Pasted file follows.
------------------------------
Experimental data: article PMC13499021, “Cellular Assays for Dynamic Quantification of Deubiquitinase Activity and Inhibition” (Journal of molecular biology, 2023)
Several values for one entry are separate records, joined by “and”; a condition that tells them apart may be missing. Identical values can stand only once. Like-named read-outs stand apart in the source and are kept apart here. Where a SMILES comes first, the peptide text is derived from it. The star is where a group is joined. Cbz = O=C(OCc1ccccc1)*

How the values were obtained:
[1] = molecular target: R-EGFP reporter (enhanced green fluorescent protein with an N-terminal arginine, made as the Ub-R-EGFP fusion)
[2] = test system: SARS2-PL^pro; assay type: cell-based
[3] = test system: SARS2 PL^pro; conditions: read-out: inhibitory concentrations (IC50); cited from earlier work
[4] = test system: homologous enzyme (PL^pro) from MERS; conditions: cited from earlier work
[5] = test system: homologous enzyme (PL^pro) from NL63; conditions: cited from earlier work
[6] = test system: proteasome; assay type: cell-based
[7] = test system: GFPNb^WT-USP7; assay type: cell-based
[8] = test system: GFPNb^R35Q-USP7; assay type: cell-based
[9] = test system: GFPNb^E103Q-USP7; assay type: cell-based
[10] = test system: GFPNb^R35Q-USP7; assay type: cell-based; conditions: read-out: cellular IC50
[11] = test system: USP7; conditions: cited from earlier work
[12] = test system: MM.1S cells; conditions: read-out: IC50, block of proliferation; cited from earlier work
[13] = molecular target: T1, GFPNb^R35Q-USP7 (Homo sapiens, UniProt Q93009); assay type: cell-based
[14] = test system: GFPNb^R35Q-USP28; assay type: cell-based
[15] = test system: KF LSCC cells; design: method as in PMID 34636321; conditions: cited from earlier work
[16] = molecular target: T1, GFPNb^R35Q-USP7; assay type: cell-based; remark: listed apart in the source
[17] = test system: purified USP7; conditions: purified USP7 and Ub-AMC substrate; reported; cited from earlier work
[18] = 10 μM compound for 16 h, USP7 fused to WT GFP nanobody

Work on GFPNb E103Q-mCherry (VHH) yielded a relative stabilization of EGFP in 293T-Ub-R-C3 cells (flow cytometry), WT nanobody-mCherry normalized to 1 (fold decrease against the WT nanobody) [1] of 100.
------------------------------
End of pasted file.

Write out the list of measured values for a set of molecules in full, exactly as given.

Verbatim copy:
Experimental data: article PMC13499021, “Cellular Assays for Dynamic Quantification of Deubiquitinase Activity and Inhibition” (Journal of molecular biology, 2023)
Several values for one entry are separate records, joined by “and”; a condition that tells them apart may be missing. Identical values can stand only once. Like-named read-outs stand apart in the source and are kept apart here. Where a SMILES comes first, the peptide text is derived from it. The star is where a group is joined. Cbz = O=C(OCc1ccccc1)*

How the values were obtained:
[1] = molecular target: R-EGFP reporter (enhanced green fluorescent protein with an N-terminal arginine, made as the Ub-R-EGFP fusion)
[2] = test system: SARS2-PL^pro; assay type: cell-based
[3] = test system: SARS2 PL^pro; conditions: read-out: inhibitory concentrations (IC50); cited from earlier work
[4] = test system: homologous enzyme (PL^pro) from MERS; conditions: cited from earlier work
[5] = test system: homologous enzyme (PL^pro) from NL63; conditions: cited from earlier work
[6] = test system: proteasome; assay type: cell-based
[7] = test system: GFPNb^WT-USP7; assay type: cell-based
[8] = test system: GFPNb^R35Q-USP7; assay type: cell-based
[9] = test system: GFPNb^E103Q-USP7; assay type: cell-based
[10] = test system: GFPNb^R35Q-USP7; assay type: cell-based; conditions: read-out: cellular IC50
[11] = test system: USP7; conditions: cited from earlier work
[12] = test system: MM.1S cells; conditions: read-out: IC50, block of proliferation; cited from earlier work
[13] = molecular target: T1, GFPNb^R35Q-USP7 (Homo sapiens, UniProt Q93009); assay type: cell-based
[14] = test system: GFPNb^R35Q-USP28; assay type: cell-based
[15] = test system: KF LSCC cells; design: method as in PMID 34636321; conditions: cited from earlier work
[16] = molecular target: T1, GFPNb^R35Q-USP7; assay type: cell-based; remark: listed apart in the source
[17] = test system: purified USP7; conditions: purified USP7 and Ub-AMC substrate; reported; cited from earlier work
[18] = 10 μM compound for 16 h, USP7 fused to WT GFP nanobody

Work on GFPNb E103Q-mCherry (VHH) yielded a relative stabilization of EGFP in 293T-Ub-R-C3 cells (flow cytometry), WT nanobody-mCherry normalized to 1 (fold decrease against the WT nanobody) [1] of 100.